Last week I had the sudden urge to go back to the Vampire the Masquerade video games, as I wait for hardcover Vampire the Masquerade 5th edition books to arrive in the mail. I have fond memories of both games and thought it would be amazing to relive some of them, perhaps try new builds or characters. I’ve yet to go back to Bloodlines, but Redemption isn’t what I remember… Continue reading Perils of Nostalgia: Vampire the Masquerade – Redemption
A couple of weeks ago I recorded a small video showing the earliest sections of Vampyr, an action RPG where you play as a newborn Vampire in England during the end days of World War I. I found it entertaining and even spoke of some of the references I found to the White Wolf tabletop RPG, Vampire: The Masquerade.
I’ve now finished Vampyr, after spending a few sleepless nights doing everything I could in the game. I missed things, screwed others up but I managed to nab the good ending, which I’m proud of for a first playthrough. But, is it any good? Yeah, but let’s get to the important details! Continue reading Review – Vampyr
Vampyr released yesterday, a new game by DONTNOD, a developer that continues to impress me with their ability to tackle different genres and play styles. To say Vampyr has been on people’s radar is one hell of an understatement, it certainly was on mine. So, is it good, or does it at least have a compelling opening? Time to find out! Continue reading VAMPYR – Prologue Commentary
A few weeks ago I posted an article on a project I called “The Great Fantasy 2015.” It was dumb name, a really dumb name, but it was on purpose. The name was always a placeholder and I’m a firm believer that placeholder names should never be cool, because you never want them to be better than the actual name.
With the poll in place and some votes already in, most of them focused on the type of Vampires or Elves you don’t want to see, I’ve begun working on the setting for this fantasy series. And today I’ll tell you a bit about it.
Let me introduce you to Summersalt. Continue reading Summersalt – Early Concept
This is a different issue in the Novel Writing guide. I’ve gone over the process of writing one, how to handle editing and even how to work with action scenes. This time however I’m looking at an entire genre. Fantasy is by far my favourite, and in years of reading and writing it, there are things I’m tired of, things I hate, and I’ve spoken about them in length in a previous article. Now I’m focusing on how you should write fantasy, what things you need to consider. Continue reading Writing a Novel – Fantasy
Puzzles are at the core of Adventure gameplay, they provide challenges for you to overcome with brains rather than brawn. For Action Adventures, they offer a break from the hacky-slashy-stabby-shooty element of title.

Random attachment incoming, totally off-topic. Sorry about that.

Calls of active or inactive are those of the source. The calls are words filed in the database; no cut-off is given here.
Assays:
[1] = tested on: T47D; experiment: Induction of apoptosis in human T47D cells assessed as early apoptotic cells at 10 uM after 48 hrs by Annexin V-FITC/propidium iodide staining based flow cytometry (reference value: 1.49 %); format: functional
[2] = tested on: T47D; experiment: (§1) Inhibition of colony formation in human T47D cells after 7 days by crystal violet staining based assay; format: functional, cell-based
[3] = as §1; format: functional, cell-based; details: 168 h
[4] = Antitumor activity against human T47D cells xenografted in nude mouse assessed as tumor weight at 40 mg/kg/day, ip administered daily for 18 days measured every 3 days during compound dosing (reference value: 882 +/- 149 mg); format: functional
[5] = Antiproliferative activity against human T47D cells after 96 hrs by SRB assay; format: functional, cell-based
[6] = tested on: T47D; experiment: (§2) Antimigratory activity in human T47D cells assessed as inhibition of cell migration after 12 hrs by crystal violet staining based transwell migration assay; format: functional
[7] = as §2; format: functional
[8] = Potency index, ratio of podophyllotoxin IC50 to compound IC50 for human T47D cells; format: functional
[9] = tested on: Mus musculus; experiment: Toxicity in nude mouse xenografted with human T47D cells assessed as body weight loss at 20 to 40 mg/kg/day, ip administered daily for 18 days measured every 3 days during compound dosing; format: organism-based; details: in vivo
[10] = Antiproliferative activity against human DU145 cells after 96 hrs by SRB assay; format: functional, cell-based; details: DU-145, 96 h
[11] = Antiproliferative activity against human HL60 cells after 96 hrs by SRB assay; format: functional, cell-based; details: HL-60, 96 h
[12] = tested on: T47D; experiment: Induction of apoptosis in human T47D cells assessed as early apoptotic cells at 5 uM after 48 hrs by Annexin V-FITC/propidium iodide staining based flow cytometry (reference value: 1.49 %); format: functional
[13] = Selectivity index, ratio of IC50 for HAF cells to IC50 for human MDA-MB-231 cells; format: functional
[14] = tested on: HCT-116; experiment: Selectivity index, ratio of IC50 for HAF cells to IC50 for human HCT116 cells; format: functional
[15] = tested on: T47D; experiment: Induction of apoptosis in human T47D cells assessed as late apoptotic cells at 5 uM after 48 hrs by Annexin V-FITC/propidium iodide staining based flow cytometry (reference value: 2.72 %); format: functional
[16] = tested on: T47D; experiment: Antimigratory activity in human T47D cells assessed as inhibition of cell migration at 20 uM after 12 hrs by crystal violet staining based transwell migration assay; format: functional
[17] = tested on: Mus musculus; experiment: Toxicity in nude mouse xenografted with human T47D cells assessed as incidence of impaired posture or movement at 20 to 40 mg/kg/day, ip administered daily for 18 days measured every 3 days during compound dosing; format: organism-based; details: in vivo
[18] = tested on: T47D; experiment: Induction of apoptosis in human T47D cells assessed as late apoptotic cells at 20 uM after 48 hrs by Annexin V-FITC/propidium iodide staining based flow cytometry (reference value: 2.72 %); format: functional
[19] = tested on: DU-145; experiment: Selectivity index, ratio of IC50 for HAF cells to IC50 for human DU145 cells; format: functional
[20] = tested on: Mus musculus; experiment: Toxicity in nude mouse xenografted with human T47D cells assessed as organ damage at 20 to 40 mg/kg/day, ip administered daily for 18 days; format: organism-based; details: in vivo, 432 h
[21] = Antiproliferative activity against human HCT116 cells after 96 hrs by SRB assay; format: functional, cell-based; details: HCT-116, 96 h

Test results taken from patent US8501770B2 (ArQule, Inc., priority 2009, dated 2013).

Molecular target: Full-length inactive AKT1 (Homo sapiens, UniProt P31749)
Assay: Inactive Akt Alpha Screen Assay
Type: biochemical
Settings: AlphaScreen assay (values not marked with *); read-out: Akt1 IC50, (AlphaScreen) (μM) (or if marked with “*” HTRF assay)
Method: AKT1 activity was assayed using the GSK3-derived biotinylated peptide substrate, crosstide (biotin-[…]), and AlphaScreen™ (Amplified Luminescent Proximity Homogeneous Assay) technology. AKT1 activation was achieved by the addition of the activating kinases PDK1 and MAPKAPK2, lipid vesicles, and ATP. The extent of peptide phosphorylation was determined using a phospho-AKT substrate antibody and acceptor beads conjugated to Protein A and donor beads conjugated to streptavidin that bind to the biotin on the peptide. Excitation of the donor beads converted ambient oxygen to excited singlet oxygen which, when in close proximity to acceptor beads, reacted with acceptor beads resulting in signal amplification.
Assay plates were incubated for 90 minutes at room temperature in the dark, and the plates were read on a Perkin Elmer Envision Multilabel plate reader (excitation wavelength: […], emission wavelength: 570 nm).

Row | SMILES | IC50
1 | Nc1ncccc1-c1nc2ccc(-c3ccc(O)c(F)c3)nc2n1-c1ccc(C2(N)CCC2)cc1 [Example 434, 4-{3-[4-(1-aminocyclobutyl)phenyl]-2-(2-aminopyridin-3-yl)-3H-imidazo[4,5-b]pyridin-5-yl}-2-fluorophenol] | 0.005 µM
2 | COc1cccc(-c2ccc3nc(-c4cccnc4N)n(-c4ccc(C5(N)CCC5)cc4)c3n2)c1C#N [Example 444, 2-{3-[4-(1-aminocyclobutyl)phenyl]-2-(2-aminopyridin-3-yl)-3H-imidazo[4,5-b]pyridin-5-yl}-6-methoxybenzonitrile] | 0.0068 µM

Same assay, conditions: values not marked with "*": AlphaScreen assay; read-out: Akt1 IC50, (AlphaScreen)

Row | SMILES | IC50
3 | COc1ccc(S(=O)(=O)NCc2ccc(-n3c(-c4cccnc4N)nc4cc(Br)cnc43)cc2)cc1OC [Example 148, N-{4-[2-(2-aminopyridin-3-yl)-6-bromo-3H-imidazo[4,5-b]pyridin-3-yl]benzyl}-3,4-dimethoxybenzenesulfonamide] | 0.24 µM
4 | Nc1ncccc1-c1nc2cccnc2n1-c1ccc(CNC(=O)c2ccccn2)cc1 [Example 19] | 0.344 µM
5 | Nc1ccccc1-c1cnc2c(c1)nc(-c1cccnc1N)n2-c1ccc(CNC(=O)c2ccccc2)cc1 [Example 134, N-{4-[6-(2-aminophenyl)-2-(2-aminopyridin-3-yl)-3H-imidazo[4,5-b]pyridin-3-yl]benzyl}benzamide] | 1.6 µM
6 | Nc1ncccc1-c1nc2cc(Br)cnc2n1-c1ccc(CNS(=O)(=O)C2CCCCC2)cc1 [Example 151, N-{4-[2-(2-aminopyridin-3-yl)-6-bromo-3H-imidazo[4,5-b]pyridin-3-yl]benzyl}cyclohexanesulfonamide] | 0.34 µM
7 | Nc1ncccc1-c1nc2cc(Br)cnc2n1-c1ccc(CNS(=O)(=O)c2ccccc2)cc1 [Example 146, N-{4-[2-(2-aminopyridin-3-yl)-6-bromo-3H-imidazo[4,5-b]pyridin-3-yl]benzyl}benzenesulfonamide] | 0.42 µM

Every week I’ll bring you a new puzzle, drawn from some of the best and worst adventure or puzzle games I’ve ever played. Every two weeks I’ll even leave you one of my own for you to solve. If you do, I’ll find a way to reward you!
Last week I left a nice riddle, and someone solved it! The answer was Eclipse.
For this week’s puzzle I’ll go to a game many of you won’t have played but I enjoyed and even reviewed last year: Dracula 3 – The Path of the Dragon. In this game, you pay as Father Arno, a catholic priest sent to Romania to investigate a candidate for sainthood, a local doctor in a small village.
The puzzle you find in Budapest, in the library of Irina Boczow, the foremost expert on vampire lore, as Arno is trying to find the origins of the mysterious Path of the Dragon Vlad Dracula supposedly went through to become a vampire. At least according to folklore.
For this puzzle, you need to open a box with locker like dials, each with a different letter. To find the keyword you need to solve a riddle:
If you wish to contemplate a hidden, terrible and cruel beauty, yet admirable to the sight, know that the green truth may be read in a circle which you will follow in the right direction…
On top of the box is a page from a medieval book, complete with coloured letters. To solve the puzzle you need to draw a circle that hits just the right letters, so you may find the word needed to open the box.
When I first bought the Dracula Trilogy bundle on GoG.com I didn’t know they were first person adventures like Myst. I didn’t really like that type of adventure. But Dracula 3 made me a fan and with this puzzle it showed me just how creative the designers were. There are many possible letters you can combine but only one circle gives you the answer. Even figuring out what you need to do to get those letters can take some thinking as there’s no obvious hint of what you should use. Of all the puzzles in this game this is the one I remember the most as I spent a while looking for the answer, running around the rooms trying to find a solution before deciding I had to think it through on my own. I thought there would be more clues but I had already been told everything I needed.
I just needed to put the noggin to work. Some say the best adventure game puzzles are those hard ones that lead to a “Eureka!” moment when you figure it out, and this puzzle was it for me!
If you haven’t played Dracula 3: Path of the Dragon, you should do so at once. It has nothing to do with Dracula 1 & 2, so you can skip those. They’re terrible anyway. If you have, tell me about your favourite puzzle!